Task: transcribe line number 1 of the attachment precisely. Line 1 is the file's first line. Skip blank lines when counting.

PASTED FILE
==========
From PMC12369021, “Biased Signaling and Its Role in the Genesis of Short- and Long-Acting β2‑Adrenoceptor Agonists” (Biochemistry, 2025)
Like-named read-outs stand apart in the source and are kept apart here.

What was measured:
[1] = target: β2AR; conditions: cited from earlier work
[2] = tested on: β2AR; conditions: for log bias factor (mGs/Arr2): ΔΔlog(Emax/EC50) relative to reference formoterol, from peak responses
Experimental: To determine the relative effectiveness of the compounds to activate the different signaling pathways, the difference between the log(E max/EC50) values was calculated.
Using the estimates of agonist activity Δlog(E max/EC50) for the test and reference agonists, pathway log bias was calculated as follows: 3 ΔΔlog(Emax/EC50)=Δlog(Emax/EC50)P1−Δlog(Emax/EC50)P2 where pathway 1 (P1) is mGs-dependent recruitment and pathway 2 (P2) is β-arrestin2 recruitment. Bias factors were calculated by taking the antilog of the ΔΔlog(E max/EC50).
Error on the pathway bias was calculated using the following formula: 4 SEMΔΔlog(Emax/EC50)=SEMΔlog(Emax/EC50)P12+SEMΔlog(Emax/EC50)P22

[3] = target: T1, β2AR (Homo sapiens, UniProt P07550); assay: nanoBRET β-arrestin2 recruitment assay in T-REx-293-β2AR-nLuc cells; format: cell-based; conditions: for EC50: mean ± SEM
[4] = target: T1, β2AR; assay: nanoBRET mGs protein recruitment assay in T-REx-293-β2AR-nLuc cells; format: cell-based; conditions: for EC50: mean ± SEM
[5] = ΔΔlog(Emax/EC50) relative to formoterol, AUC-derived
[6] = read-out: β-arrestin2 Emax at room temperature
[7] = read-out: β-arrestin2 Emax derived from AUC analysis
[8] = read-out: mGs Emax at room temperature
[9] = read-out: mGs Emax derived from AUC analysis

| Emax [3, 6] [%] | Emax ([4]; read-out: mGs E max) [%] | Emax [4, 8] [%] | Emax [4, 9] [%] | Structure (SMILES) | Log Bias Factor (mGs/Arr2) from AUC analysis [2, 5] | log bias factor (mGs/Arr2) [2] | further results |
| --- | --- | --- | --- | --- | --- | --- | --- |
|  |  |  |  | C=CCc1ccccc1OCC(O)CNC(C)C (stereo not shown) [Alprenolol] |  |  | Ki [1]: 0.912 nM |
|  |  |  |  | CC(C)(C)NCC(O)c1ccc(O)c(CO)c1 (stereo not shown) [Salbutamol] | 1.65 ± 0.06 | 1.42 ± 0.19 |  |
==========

From PMC12369021, “Biased Signaling and Its Role in the Genesis of Short- and Long-Acting β2‑Adrenoceptor Agonists” (Biochemistry, 2025)